Samsung Electronics Co. suffered another blow in its effort to move past a crisis over exploding smartphone batteries, as customers reported problems with replacement devices and the company was forced to halt production of the Note 7 phones.
Samsung has temporarily stopped making the high-end phones, a person with direct knowledge of the matter said Monday, asking not to be identified because the decision hasn't been made public. The move came after wireless companies in the U.S. and Australia stopped selling Note 7s following reports that replacement devices thought to be safe were overheating and bursting into flames. Samsung shares fell as much as 4.6 percent in Seoul.
The Korean company was engulfed in controversy after its most expensive phone hit the market two months ago and customers began posting videos of devices that had exploded. Samsung quickly issued a recall and began working with officials worldwide to replace the original shipment of 2.5 million phones. But reports of fires from supposedly safe devices began emerging two weeks ago in China and then with replacements in the U.S., fueling concerns Samsung hasn't solved the battery problems after all.
"It's an ongoing nightmare," said Bryan Ma, vice president of devices research for IDC. "You would have hoped that they could have gotten past this already and moved on. Clearly, it keeps coming back."
AT&T Inc. and T-Mobile US Inc. both halted sales of the devices in the U.S. over safety concerns, while Telstra Corp. followed suit in Australia. "Based on recent reports, we're no longer exchanging new Note 7s at this time, pending further investigation of these reported incidents," AT&T Inc. spokesman Fletcher Cook said in an e-mailed statement on Sunday.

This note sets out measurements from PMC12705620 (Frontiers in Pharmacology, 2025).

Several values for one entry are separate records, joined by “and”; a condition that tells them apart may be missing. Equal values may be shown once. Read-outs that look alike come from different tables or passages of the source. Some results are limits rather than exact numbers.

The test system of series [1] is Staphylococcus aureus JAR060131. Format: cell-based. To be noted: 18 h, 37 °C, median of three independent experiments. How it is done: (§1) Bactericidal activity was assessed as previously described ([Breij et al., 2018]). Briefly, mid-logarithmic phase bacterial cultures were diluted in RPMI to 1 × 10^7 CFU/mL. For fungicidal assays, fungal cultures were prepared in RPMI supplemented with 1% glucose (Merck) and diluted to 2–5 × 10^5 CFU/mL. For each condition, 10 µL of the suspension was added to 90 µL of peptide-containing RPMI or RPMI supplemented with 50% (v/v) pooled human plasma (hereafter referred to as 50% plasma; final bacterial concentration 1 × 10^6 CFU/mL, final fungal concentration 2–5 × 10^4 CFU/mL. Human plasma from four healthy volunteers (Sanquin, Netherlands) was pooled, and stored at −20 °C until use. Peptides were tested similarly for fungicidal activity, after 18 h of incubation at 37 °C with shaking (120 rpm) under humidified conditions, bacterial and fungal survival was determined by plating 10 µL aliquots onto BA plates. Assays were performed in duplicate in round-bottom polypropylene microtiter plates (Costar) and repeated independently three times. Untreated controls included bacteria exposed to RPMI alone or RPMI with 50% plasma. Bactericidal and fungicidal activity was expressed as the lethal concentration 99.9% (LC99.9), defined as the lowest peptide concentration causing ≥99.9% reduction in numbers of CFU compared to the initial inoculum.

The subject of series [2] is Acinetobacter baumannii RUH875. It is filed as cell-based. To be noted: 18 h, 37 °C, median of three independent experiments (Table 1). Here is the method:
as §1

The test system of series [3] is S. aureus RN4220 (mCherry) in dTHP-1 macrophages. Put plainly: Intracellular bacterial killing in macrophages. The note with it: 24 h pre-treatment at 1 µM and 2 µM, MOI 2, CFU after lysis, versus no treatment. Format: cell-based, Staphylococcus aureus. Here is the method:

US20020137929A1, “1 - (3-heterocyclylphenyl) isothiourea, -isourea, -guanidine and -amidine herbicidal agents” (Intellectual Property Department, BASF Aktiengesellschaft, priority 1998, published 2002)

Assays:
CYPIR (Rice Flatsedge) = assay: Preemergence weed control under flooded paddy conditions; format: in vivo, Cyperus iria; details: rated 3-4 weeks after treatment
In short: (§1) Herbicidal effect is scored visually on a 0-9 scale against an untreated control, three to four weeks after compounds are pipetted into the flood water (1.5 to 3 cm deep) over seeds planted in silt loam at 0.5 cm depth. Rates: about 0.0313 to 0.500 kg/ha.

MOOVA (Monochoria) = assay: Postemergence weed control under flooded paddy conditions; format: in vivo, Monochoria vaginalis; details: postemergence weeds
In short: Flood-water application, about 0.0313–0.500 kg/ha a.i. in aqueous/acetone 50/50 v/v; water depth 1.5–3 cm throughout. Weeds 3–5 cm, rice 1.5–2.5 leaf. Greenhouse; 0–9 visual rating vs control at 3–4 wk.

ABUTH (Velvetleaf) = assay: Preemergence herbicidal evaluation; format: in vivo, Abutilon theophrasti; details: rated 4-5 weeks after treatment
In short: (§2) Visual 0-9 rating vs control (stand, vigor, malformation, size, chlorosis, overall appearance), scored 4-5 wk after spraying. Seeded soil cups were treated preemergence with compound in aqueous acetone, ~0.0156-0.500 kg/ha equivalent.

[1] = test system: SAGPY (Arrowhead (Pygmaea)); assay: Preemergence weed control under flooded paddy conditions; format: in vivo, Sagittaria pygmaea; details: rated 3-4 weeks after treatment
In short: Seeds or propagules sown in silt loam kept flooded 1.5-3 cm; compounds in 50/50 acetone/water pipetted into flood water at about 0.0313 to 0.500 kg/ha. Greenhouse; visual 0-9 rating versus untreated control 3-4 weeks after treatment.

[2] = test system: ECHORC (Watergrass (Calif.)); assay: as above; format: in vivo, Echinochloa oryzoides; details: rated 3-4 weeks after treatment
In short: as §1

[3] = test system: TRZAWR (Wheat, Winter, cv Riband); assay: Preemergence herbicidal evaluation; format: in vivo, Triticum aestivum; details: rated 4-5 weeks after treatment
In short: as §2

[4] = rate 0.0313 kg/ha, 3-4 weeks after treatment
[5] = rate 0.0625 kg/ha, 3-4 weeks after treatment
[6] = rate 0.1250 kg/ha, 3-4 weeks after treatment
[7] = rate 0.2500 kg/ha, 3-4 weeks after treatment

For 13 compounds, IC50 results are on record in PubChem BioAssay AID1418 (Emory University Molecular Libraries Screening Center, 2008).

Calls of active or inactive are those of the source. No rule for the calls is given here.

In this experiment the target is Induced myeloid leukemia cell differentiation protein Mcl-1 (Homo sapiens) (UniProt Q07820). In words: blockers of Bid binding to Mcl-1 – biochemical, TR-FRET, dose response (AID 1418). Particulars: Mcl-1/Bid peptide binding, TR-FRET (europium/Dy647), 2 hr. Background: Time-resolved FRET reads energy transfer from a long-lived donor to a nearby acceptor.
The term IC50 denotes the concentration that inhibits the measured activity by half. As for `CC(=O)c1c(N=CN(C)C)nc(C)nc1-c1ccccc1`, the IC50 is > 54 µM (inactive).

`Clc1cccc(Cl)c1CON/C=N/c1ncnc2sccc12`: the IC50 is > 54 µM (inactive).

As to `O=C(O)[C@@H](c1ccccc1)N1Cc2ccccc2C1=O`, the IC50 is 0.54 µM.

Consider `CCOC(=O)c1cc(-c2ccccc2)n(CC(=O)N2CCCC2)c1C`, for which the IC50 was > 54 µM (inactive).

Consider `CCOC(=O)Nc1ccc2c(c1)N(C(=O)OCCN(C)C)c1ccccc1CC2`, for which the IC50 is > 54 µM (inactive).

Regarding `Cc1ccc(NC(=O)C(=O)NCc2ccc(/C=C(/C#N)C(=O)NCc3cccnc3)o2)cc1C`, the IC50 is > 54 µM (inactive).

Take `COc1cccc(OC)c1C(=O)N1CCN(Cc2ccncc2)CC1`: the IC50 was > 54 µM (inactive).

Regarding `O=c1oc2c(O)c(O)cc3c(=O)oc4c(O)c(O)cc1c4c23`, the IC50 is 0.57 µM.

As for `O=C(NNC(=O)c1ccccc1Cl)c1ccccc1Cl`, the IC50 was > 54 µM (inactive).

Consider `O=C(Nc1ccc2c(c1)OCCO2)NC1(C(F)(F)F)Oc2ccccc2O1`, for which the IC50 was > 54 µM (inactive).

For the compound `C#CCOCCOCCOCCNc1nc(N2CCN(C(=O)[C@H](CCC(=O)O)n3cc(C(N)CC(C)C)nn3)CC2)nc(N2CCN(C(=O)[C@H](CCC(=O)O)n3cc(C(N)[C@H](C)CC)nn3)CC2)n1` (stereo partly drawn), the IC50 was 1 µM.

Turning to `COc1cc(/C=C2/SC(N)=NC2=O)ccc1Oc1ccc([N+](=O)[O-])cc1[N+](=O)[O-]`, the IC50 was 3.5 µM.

Suwon-based Samsung said it will take immediate steps approved by the Consumer Product Safety Commission if it finds a safety issue exists.
The production suspension raises questions about Samsung's original investigation into the battery problems. The company said the issue stemmed from one supplier, which it had stopped using.
AT&T is the third-biggest customer of the South Korean company while T-Mobile's parent is No. 4, according to estimates compiled by Bloomberg. Sprint Corp. said its exchange policy is unchanged while Verizon Communications Inc. said the phone is out of stock at its stores.
Telstra, Australia's biggest phone company, is offering alternative phones to customers as Samsung investigates the issue.
The latest imbroglio coincides with mounting pressure from investor Paul Elliott Singer, who this month advocated a break up of the complex Samsung empire. Singer's Elliott Management Corp. -- through affiliates Blake Capital LLC and Potter Capital LLC -- proposed that Samsung separate into an operating company and a holding company, dual-list the former on a U.S. exchange, pay shareholders a special dividend of 30 trillion Korean won ($27 billion) and improve governance by adding three independent board members.
Ma at IDC said the production halt will deal another blow to a smartphone that had won strong reviews when it first came out in August.
"They've invested so much in the product, which was supposed to be the product that helps turn the company around," Ma said. "To their credit, it was doing really, really well. That's why it's such a shame it has developed the way it has."